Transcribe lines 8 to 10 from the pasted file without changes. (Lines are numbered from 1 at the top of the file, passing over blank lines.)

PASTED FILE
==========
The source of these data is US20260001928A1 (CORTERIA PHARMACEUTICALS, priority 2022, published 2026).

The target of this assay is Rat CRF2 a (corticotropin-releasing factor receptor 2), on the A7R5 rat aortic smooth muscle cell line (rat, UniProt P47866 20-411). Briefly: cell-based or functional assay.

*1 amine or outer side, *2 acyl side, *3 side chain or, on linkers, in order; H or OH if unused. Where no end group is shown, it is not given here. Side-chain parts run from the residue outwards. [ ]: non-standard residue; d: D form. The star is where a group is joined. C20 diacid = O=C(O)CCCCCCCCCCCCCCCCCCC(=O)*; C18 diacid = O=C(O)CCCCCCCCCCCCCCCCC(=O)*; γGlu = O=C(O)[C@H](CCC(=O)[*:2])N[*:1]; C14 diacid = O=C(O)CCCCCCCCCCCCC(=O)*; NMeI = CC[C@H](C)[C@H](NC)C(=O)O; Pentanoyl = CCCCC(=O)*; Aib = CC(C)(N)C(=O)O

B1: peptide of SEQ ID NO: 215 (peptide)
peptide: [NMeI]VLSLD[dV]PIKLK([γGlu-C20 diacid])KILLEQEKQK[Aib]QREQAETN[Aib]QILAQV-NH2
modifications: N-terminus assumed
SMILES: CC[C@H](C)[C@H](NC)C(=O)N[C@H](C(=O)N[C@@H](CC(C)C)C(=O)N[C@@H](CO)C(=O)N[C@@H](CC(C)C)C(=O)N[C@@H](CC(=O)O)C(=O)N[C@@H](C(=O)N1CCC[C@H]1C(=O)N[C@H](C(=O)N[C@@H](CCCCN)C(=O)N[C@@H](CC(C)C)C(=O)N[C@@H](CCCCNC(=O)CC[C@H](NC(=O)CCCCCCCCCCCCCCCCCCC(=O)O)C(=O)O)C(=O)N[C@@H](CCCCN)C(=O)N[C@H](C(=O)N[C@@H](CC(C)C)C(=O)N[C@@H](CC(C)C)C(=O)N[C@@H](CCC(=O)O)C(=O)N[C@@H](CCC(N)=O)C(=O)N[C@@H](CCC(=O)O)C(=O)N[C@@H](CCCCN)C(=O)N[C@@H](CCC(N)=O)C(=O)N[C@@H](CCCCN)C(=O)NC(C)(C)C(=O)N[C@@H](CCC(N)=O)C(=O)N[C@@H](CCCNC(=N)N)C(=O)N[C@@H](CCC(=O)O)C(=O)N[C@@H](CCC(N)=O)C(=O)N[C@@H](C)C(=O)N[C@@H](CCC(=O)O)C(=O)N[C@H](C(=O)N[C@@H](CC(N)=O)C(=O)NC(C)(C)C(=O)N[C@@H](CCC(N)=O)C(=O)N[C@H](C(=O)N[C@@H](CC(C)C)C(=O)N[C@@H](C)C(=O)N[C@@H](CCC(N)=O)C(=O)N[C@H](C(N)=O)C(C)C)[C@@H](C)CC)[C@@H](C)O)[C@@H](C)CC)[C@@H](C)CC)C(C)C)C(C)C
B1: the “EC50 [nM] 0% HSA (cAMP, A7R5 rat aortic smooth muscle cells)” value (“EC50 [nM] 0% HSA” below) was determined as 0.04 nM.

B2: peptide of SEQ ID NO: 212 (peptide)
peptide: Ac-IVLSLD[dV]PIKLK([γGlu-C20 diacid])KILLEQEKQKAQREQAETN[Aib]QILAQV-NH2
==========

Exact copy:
B1: the “EC50 [nM] 0% HSA (cAMP, A7R5 rat aortic smooth muscle cells)” value (“EC50 [nM] 0% HSA” below) was determined as 0.04 nM.

B2: peptide of SEQ ID NO: 212 (peptide)
peptide: Ac-IVLSLD[dV]PIKLK([γGlu-C20 diacid])KILLEQEKQKAQREQAETN[Aib]QILAQV-NH2